Germanic philology lm (2018/2019)

Course code
4S004058
Name of lecturer
Maria Adele Cipolla
Coordinator
Maria Adele Cipolla
Number of ECTS credits allocated
6
Academic sector
L-FIL-LET/15 - GERMANIC PHILOLOGY
Language of instruction
English
Location
VERONA
Period
Sem. 1A dal Sep 24, 2018 al Nov 10, 2018.

Lesson timetable

Go to lesson schedule

Learning outcomes

The course covers methods and contents of historical linguistics, paleography and codicology, textual criticism and digital philology, cultural history (all referred to the Germanic languages and their traditions) and aims at transmitting advanced knowledges of the principal aspects of Germanic Philology.

Expected results:
- Advanced knowledge on methodologies and cultural contents which are necessary to analyse and interpret Germanic linguistic and literary traditions.
- Delve into the main multidisciplinary aspects of Germanic Philology and reinforce the mastery of a correct and accurate specialistic terminology.
- Delve into the main specialistic fields of Germanic Philology (historical linguistics, textual criticism and digital philology, paleography and codicology and cultural history), mainly focussing on historical linguistics, in compliance with the learning outcomes of the Master Degree in Linguistics.

Syllabus

Course Title – Translations. The growth of Old Germanic vernacular traditions and the translational activity, between Late Antiquity and the High Middle Ages: 1. Biblical Gothic and 2. Old Norwegian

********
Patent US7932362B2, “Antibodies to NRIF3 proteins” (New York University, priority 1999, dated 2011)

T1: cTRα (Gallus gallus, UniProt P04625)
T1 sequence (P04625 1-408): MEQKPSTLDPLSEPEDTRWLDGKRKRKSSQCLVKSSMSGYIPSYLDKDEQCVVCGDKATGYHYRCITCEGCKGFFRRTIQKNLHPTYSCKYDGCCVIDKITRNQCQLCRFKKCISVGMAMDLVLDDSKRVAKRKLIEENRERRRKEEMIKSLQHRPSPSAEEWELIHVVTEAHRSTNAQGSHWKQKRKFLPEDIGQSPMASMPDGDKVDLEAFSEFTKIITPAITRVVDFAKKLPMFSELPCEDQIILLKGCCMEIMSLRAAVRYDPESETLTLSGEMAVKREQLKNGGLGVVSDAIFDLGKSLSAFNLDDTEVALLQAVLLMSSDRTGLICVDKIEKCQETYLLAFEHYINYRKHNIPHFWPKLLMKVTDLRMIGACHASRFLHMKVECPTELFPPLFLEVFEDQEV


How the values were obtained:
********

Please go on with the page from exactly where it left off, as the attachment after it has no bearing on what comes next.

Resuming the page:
1. Biblical Gothic: the ending of Mark Gospel in the Speyer Fragment (classes will take place on 24, 26, 27 September, 15, 17, 18, 22, 24, 25, 30, 31 October, and November, 5)

2. Prof. Odd Einar Haugen, University of Bergen - Studying an Old Norwegian manuscript: 'Strengleikar' in Uppsala DG 4-7 fol. (ca. 1270) (classes will take place on 1, 3, 4, 8, 10 , 11 October).

Part 1 of the course (prof. A. Cipolla) will be divided into two main sections, according to the schedule here below:

- Part A (12 hours) will consist in a reassessment of the interdisciplinary aspects of Germanic Philology (historical linguistics, textual criticism and digital scholarly editing, the growth of literacy in the Germanic speaking countries), particularly focusing on the Gothic language and on a contrastive analysis of its main features (syntax and lexis);

Part B (12 hours) will consist in a reassessment of